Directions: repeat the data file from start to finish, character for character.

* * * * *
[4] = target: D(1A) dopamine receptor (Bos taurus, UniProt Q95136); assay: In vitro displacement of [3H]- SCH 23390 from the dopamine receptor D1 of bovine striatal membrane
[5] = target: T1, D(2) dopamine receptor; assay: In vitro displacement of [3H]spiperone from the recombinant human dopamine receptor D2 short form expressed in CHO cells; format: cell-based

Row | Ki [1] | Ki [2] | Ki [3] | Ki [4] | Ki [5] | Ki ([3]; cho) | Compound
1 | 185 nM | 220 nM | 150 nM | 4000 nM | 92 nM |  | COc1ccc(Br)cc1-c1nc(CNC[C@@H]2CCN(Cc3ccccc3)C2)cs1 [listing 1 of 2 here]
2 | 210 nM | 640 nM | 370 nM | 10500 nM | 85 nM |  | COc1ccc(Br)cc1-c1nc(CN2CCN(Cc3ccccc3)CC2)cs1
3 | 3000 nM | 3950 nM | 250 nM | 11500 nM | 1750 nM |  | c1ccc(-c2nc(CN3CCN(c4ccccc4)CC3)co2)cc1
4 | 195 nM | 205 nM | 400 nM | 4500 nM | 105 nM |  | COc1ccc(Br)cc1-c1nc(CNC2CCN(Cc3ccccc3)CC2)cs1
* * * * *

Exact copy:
[4] = target: D(1A) dopamine receptor (Bos taurus, UniProt Q95136); assay: In vitro displacement of [3H]- SCH 23390 from the dopamine receptor D1 of bovine striatal membrane
[5] = target: T1, D(2) dopamine receptor; assay: In vitro displacement of [3H]spiperone from the recombinant human dopamine receptor D2 short form expressed in CHO cells; format: cell-based

Row | Ki [1] | Ki [2] | Ki [3] | Ki [4] | Ki [5] | Ki ([3]; cho) | Compound
1 | 185 nM | 220 nM | 150 nM | 4000 nM | 92 nM |  | COc1ccc(Br)cc1-c1nc(CNC[C@@H]2CCN(Cc3ccccc3)C2)cs1 [listing 1 of 2 here]
2 | 210 nM | 640 nM | 370 nM | 10500 nM | 85 nM |  | COc1ccc(Br)cc1-c1nc(CN2CCN(Cc3ccccc3)CC2)cs1
3 | 3000 nM | 3950 nM | 250 nM | 11500 nM | 1750 nM |  | c1ccc(-c2nc(CN3CCN(c4ccccc4)CC3)co2)cc1
4 | 195 nM | 205 nM | 400 nM | 4500 nM | 105 nM |  | COc1ccc(Br)cc1-c1nc(CNC2CCN(Cc3ccccc3)CC2)cs1